Fuel Exhaustion: Pay Attention to The Indicators and to Your Attitude

Many moons ago, a new-hire pilot told me about a flight he had on his most recent shift. This flight was outside of our normal local operating area, and would certainly involve a fuel stop for the return with our normal fuel loadout. After giving me the general details of the flight, he told me that the low fuel warning light illuminated on short approach into the primary destination: a rooftop helipad in a major city. After shutting down and dropping off the passengers, he elected to start up and depart the pad to the nearest fuel source: a towered airport approximately seven minutes away by air. That’s right: he departed with the low fuel warning light still illuminated.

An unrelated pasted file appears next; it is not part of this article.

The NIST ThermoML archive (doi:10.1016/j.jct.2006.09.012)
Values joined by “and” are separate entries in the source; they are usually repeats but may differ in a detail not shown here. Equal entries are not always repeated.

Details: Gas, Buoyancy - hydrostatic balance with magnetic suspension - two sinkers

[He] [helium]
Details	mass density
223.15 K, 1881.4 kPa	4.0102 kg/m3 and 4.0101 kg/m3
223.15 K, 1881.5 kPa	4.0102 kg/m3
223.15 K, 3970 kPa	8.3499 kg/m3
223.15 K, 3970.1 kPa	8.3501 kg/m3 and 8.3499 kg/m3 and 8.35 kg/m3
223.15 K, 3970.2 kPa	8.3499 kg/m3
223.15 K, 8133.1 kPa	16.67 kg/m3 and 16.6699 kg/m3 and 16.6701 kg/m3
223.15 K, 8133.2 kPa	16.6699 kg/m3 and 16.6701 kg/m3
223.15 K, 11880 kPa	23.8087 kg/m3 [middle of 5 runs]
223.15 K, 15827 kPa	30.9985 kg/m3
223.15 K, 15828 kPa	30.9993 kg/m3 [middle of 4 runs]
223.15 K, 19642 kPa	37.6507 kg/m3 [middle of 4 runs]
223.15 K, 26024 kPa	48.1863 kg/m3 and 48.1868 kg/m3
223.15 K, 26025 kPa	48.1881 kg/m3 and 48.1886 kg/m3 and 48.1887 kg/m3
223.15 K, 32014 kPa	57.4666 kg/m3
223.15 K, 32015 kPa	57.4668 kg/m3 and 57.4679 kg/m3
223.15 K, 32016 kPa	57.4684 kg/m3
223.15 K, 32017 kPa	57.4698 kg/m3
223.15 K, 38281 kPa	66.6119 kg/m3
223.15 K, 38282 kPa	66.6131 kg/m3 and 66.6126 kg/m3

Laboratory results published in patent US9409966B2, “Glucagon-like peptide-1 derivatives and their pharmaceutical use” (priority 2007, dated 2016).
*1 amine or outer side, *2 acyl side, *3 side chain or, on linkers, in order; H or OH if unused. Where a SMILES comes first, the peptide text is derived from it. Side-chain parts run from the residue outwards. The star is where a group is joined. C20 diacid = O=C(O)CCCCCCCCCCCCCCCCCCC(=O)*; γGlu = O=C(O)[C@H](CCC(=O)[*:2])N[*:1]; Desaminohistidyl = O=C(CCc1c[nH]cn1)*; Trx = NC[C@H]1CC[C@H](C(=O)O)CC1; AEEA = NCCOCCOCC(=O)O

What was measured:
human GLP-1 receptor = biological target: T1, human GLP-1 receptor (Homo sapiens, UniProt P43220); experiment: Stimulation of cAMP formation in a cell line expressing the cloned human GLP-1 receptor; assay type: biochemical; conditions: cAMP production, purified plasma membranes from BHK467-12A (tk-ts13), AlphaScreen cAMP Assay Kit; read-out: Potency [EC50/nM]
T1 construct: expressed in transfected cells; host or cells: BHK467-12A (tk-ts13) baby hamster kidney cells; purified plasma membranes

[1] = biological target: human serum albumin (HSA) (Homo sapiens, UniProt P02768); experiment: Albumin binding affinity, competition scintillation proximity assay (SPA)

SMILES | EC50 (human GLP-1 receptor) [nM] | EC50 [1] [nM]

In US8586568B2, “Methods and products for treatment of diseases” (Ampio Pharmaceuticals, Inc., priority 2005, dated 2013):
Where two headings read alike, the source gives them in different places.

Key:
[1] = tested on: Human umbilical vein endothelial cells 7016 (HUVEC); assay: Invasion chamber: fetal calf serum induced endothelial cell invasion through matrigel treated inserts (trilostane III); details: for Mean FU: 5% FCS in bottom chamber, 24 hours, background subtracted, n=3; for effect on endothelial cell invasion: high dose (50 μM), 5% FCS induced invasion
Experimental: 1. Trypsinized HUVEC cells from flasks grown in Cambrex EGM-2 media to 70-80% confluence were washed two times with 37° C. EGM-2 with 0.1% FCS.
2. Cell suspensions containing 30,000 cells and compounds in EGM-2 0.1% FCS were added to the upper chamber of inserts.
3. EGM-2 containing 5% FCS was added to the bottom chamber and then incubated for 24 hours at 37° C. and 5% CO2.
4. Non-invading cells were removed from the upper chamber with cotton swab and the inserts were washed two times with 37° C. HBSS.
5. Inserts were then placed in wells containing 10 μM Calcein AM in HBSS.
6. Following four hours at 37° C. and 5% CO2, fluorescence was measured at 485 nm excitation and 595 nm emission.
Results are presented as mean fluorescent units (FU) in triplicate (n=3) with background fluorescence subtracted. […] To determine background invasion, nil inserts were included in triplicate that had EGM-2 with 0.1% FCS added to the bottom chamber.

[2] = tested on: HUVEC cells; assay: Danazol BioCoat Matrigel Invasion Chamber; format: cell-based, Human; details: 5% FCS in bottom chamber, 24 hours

2 thoughts on “Fuel Exhaustion: Pay Attention to The Indicators and to Your Attitude

  1. Good read Jack. I would classify your examples of mechanical failures such as the leaking fuel filter and the metal fatigue behind the B nut as fuel starvation rather than fuel exhaustion. In both cases there was useable fuel in the tanks, but the engine did not receive that fuel. It’s a very fine difference I know. We had this discussion all of the time when investigating Navy and Marine mishaps related to fuel exhaustion and starvation.


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